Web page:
A friend emailed after having a terrible time at a social gathering. Various people had teased her and made hurtful remarks.
“I know you believe that all people are good, but I’m just not seeing that,” she challenged.
Her email gave me pause. Did I believe this? I wasn’t sure.
What I do believe is that we all have the potential to do good, but we don’t always actually do it. The reasons we fall short are many. Here are only a few:
- We’re under the influence of anger, envy, greed, apathy or another negative emotion that prevents us from being our best selves.
- It’s not convenient. Case in point: Over the weekend, I didn’t give money to a homeless person at an intersection. This wasn’t because I didn’t have the money and it wasn’t out of greed. It was merely because he was standing toward the right of my car and I didn’t feel like reaching across the passenger seat to hand money out the window. (And, yes, I’m embarrassed to admit this).
- Often, being good requires us to share something we would much rather keep to ourselves, whether it’s money, food off our plate, or our umbrella.
- It’s scary. It’s not easy to stick up for the person all of your friends are making fun of. It’s a lot easier to go along with group think, even if that group think is wrong.
- We’ve deluded ourselves into thinking we’re justified. I’m guessing that slave owners in the 1700s found a way to mentally justify their actions. I doubt they thought of themselves as bad people despite the widespread suffering they inflicted on others every single day.
- We’re tapped. Without enough rest, few of us are capable of being our best selves.
- We’re distracted. Who has time for good deeds when she’s in the middle of a hot game of Words for Friends?
I could go on. Could you?
Perhaps most interesting: many people accidentally harm when they intend to do good. Think of the man who does the dishes because his wife has been complaining about how he never does anything around the house. Then he announces that he’s done the dishes because he’s so happy that he’s finally been able to do something good for his wife. She, however, responds with irritation because she can’t believe he feels he deserves an award for something she does everyday.
Or think of the friend who is trying to cheer up another friend, but accidentally says something hurtful and doesn’t even realize it.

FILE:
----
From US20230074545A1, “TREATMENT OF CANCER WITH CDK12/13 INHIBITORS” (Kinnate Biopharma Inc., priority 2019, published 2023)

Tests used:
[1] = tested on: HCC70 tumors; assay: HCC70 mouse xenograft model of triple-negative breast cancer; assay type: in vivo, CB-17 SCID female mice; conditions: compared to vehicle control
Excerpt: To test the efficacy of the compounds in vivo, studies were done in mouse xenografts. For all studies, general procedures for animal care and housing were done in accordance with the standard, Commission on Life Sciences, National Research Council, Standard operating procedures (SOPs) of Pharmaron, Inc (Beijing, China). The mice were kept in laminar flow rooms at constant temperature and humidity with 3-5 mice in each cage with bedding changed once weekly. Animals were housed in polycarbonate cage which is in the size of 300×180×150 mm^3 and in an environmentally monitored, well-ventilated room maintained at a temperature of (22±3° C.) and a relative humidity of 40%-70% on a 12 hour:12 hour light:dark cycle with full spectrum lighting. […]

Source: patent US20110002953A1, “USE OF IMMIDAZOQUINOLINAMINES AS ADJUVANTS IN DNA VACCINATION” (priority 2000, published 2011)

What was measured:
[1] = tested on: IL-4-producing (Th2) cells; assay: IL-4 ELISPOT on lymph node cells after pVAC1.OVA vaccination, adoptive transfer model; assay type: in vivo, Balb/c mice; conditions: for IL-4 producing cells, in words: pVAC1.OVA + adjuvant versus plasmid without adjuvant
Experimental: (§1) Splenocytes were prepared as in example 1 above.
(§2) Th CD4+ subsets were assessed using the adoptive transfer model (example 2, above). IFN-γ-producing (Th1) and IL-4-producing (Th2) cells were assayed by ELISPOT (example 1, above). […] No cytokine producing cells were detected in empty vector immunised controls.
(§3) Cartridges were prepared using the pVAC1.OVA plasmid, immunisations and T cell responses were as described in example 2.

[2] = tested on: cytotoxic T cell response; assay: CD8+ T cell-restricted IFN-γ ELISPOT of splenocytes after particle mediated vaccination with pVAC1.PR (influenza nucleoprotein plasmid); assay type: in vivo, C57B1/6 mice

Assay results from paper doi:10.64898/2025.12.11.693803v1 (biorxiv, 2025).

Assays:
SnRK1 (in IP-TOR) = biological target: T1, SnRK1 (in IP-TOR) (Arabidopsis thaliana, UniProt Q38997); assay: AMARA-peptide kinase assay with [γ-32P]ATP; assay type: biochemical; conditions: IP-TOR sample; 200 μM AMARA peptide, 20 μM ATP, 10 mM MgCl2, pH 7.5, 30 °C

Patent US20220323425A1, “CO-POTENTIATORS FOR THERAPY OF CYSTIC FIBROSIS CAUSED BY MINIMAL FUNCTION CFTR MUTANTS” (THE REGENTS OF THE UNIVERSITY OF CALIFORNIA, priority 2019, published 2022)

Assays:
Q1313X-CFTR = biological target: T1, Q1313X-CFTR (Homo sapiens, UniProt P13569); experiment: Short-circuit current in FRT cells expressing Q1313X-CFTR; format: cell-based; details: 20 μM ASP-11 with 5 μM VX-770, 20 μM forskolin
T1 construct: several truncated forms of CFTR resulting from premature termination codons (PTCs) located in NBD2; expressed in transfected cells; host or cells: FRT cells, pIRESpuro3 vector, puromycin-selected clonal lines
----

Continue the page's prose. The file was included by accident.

Or the person who posts something to Facebook thinking that he’s just brightened the days of many, only to later realize he’s just pissed off 568 people and he doesn’t know why or how.
I’m guessing you can think of many examples from your own life.
Perhaps most important is this: it’s pointless to worry too much about whether other people are good or bad. After all, blaming other people for our misery never gets us anywhere. It doesn’t make us any happier and it doesn’t change the world for the better. It only mires us in an unfulfilling holding pattern.
What’s much more fruitful is this: continually trying to be a better person. I can’t work on you, but I can work on me. I try to start everyday with the intention to do good and bring light into the lives of others. I do this despite the fact that I always fall short of this goal. I lose my temper. I daydream while my kid is telling me something she thinks is very important. I forget to check in with friends. I fail to help those who are less fortunate and I get irritated that my puppy does things that puppies do. And, sometimes, I don’t even remember that I want to be a good person.
But that’s all okay. None of that makes me a bad person. It just makes me human. It’s also what makes life rich and interesting.
So I wake up the next day, and I try all over again.
How about you? Do you believe some people are good and others are evil? Discuss.
Note: I’d like to periodically feature posts on life’s big questions so we can all hash them out together. What big life questions do you think I should cover?
Side note #1: I’ll run Part 2 of balancing marriage with parenthood later this week.
Side note #2: If you are reading this by email and would like to comment on the post, click through here. That will take you to the blog where you can leave a comment. If you merely reply to the email, your comment goes into my email inbox and I’m the only person who can see it.
A professional journalist, Alisa Bowman is the author of Project: Happily Ever After, a memoir of how she saved her marriage, and coauthor of Pitch Perfect, a must-read if you've ever had a sense of dread tie up your insides before a speech, presentation, or conversation. If you enjoyed this post, you will no doubt love her updates on Facebook and Twitter.